Category Archives: Government Contracts Law

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Lots of Little Things – FAR Updates from the Federal Acquisition Circular

Every now and then, the FAR Councils issue a Federal Acquisition Circular (FAC) – an update to the Federal Acquisition Regulation implementing a number of changes. Often these changes are rather pro forma. But occasionally, you get a Circular with many different (and interesting) issues. FAC 2005-67, issued in late-June 2013, with rules becoming effective … Continue Reading

Playing Cards With a Government That Stacks the Deck – D.C. District Court Radically Expands The “Christian Doctrine” To Subcontracts

By Franklin Turner and David Gallacher  On March 30, 2013, the U.S. District Court for the District of Columbia issued a decision imposing certain socio-economic contract requirements on subcontractors operating hospitals associated with the University of Pittsburgh Medical Centers. See UPMC Braddock, et al. v. Harris, Civ. 09-1210 (PLF) (D.D.C. Mar. 30, 2013) (“UPMC Braddock”). … Continue Reading

The ABC’s of Government Contract Claims – 10 Ways to Maximize Your Chance of Success

By John W. Chierichella 1. Understand the Basic Contract Requirement – Every contract lawyer will begin an assessment with a very simple, fundamental question, i.e., “What does the contract say?” Your obligation is to perform to the contract; nothing more; nothing less.   2. Identify Variances Between What the Contract Says and What You Actually … Continue Reading

Sixth Circuit: FERA False Claims Act Amendment Applies Retroactively to Cases Pending as of June 7, 2008

By John Hynes On November 2, 2012, the Sixth Circuit held that a 2009 amendment Congress made to the liability provisions of the False Claims Act ("FCA") applies retroactively to civil FCA cases pending as of June 7, 2008. U.S. ex rel. Sanders v. Allison Engine Co., Nos. 10-3818/10-3821, at *17-20 (6th Cir. Nov. 2, … Continue Reading

“Buy American” and Photovoltaic Devices – Interim Rule Issued by DoD

By David Gallacher and Curt Dombek Last year in January 2011, the President signed the 2011 National Defense Authorization Act (Pub. L. No. 111-383, Section 846), which included a “Buy American” requirement for photovoltaic devices being purchased by the U.S. Department of Defense (“DoD”). We previously discussed this new requirement in our blog. Twelve months … Continue Reading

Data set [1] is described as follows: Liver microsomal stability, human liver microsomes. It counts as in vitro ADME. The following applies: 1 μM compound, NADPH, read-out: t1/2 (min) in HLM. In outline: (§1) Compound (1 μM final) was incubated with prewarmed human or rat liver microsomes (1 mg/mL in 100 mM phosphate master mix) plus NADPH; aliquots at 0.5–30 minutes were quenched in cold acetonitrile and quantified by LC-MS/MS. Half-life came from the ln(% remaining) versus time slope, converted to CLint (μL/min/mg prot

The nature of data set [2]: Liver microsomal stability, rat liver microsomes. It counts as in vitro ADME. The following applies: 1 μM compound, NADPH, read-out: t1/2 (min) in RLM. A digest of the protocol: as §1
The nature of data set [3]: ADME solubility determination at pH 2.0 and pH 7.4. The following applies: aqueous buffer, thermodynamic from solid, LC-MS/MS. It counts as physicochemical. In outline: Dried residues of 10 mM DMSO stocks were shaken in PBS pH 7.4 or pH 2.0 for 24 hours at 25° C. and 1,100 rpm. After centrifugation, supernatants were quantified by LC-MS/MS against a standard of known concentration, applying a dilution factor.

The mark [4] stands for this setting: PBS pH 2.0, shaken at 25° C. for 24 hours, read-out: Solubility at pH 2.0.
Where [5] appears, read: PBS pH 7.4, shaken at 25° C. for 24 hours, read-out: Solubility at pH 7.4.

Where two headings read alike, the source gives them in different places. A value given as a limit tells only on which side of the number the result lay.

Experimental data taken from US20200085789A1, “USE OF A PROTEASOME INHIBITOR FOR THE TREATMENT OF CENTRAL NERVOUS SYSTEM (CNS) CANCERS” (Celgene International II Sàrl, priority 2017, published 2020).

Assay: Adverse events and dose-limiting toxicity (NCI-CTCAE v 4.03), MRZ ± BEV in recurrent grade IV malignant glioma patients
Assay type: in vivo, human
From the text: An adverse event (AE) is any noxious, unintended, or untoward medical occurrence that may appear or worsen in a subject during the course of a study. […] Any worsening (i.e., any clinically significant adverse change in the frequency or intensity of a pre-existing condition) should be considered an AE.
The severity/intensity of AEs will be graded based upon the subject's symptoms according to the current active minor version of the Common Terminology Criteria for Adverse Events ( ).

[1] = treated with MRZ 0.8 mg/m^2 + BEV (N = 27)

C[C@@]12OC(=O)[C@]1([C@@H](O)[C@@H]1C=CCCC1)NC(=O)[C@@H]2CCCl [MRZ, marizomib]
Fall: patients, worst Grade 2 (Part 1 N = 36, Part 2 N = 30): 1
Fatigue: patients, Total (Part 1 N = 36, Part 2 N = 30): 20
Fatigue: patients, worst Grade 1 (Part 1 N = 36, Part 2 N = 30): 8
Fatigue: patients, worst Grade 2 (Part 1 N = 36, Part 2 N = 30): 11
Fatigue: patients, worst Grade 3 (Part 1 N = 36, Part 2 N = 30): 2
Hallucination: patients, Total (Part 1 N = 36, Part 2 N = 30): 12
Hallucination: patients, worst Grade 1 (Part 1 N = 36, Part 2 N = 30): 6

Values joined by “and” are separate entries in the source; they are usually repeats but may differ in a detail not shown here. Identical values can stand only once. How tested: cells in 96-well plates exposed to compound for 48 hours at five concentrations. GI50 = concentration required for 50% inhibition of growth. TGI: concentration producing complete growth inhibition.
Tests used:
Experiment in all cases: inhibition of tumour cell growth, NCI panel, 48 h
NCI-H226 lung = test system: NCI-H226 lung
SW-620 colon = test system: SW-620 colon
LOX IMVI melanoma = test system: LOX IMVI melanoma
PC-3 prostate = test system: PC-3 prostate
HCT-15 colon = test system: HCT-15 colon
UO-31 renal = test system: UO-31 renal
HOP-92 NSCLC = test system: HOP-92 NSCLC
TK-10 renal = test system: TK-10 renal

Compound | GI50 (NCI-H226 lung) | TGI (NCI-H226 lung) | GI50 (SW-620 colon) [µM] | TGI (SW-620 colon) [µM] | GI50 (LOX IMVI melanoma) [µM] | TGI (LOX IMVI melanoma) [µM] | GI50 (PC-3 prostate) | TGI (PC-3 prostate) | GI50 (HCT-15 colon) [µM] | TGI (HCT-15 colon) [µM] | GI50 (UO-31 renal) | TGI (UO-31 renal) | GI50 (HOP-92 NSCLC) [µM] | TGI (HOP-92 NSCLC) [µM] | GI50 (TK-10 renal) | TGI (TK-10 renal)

New 2012 Updates to U.S. Free Trade Agreements Expected; No Progress With China

By David Gallacher 2012 will see changes regarding U.S. free trade agreements relating to, first, the dollar thresholds at which the various agreements apply to federal purchases and, second, the likely expansion of the scope of the World Trade Organization Government Procurement Agreement ("WTO GPA"). The updated dollar thresholds are important for government contractors because … Continue Reading

Court of Federal Claims Reaffirms Exceptions To The Anti-Assignment Act

By: Marko W. Kipa The United States Court of Federal Claims recently reaffirmed the applicability of two exceptions to the Anti-Assignment Act (the “Act”). Liberty Ammunition, Inc. v. United States, 2011 WL 5150221 (Fed. Cl. Oct. 31, 2011). Specifically, the Court acknowledged that (1) the Government may prospectively waive the Act, and (2) the Act does not … Continue Reading

Federal News Radio: Mergers and Acquisitions in the Federal Marketplace

On May 24, 2011, one of our Government Contracts lawyers, Marko W. Kipa, was interviewed by host Roger Waldron on Federal News Radio’s (Washington 1500AM) Off The Shelf – a weekly radio program devoted to topics of interest to the government contracting community. The interview focused on key issues facing government contractors when assessing an acquisition … Continue Reading

Let Bygones Be Bygones – Except When It Comes To “Out of Scope” Modifications

By Marko W. Kipa After an unsuccessful bid protest, many contractors assume that their chance at getting a piece of the action has passed. They assume that they have exhausted their remedies and that all of the spoils inevitably will go to the victor. They let bygones be bygones and move-on to the next capture opportunity and … Continue Reading

Redefining Cost Or Pricing Data

By Alexander W. Major Effective October 1, 2010, the final rule amending FAR subpart 15.4 expands government contracting officers’ ability to obtain cost or price-related data for all contracts, including currently exempted commercial-items contracts. The amended rule is intended to clarify the FAR’s definition of “cost or pricing data” and to make the definition consistent with … Continue Reading

Can DoD Be “The Biggest Loser”? Gates Unveils DoD’s New Fiscal Diet Plan

By Alexander W. Major After a decade of increasing appetite for defense dollars, the Pentagon appears to have stepped on a scale and decided to make some changes. Following-on from the Department of Defense’s June 2010 announcement regarding changing its procurement business models, Defense Secretary Robert Gates and Under Secretary of Defense for Acquisition, Technology and … Continue Reading